Posts Tagged ‘psychology’

By Terry Argast, PhD Estimated Reading Time: 4 minutes, 28 seconds

Rick was a 17- year- old boy who had stuttered since he started to speak. He and his mother came to Arizona from Massachusetts to see Erickson, who said, “I took one look at the mother, and Rick and I recognized the ethnic group.” He got a history. The parents were both from a certain community in Lebanon. They came to the United States and married and became citizens. Erickson explained, “Now, in that culture, man is a lot higher than God, and woman is a low lower than low. Now, a man’s children live with him, and as long as they live with him, he is an absolute dictator. And girls are a nuisance. You try to get them married and off your hands because girls and women are fit for only two things–hard work and breeding. And the first child of the marriage should be a boy. If it isn’t a boy the man says, ‘I divorce you,’ three times, and even if his bride brought a million dollars in dowry, her husband confiscates it…Because the first child should be a boy.”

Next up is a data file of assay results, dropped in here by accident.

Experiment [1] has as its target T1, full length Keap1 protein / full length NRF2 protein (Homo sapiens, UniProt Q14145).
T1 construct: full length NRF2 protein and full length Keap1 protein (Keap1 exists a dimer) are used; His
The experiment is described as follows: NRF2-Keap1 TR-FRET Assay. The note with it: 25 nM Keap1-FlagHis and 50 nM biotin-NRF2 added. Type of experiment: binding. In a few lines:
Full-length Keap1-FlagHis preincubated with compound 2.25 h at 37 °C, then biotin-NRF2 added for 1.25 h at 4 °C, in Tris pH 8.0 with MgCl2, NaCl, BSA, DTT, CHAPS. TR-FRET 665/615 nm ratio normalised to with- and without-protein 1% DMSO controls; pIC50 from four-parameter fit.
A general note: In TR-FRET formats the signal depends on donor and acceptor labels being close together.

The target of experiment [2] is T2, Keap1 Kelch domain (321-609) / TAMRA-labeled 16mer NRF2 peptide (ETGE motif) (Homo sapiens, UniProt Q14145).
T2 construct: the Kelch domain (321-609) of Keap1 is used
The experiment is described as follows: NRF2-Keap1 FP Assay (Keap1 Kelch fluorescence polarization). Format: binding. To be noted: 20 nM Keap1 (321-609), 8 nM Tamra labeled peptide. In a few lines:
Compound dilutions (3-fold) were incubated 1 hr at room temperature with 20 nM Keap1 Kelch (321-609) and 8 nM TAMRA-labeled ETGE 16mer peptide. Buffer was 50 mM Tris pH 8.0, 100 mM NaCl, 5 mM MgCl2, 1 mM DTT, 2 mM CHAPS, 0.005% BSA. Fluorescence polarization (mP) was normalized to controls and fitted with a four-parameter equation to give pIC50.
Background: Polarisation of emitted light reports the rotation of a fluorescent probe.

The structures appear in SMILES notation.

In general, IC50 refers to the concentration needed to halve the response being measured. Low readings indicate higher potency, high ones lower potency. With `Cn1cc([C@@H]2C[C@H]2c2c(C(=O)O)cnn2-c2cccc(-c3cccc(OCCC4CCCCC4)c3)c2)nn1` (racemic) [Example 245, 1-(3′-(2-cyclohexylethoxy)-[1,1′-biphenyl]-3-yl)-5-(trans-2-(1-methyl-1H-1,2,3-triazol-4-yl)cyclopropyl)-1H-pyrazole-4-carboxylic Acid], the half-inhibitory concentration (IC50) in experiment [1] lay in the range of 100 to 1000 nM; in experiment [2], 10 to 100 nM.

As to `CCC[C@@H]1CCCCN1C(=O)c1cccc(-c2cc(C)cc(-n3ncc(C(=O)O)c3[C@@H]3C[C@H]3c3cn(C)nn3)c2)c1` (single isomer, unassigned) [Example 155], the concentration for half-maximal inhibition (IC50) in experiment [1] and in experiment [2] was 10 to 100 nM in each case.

In this case, Rick was the third child with two older sisters. Erickson continued, “Rick was broad-shouldered and sturdy, about 5’10” and his father was 6′ and slender. So Rick was an insult also, not only because he was the third child, but because he didn’t resemble his father.” → Read more

By Steve Andreas Estimated Running Time: 6 minutes, 21 seconds 

When children paint the sun, they often draw a circle with rays coming out. You’ve all seen that; you probably did it yourself when you were young. A year or so later, a child might paint the sun partly behind clouds. Several years later, they might paint rays coming out from the clouds, but the sun is not visible — what a friend of mine calls a “God sunset.” Even subtler is to paint only the scattered reflection of sunlight on water. An accomplished artist doesn’t paint the sun at all but suggests where the sun is by painting a tree with a little more light on one side than the other, and a subtle shadow to indicate the sun’s location. I think that’s a good metaphor for implication: indicating something without ever explicitly stating it. One of my favorite quotes is: “The larger the island of knowledge, the longer the shoreline of wonder.” (Ralph W. Sockman) Knowledge and wonder are stated; the ocean of ignorance is implied.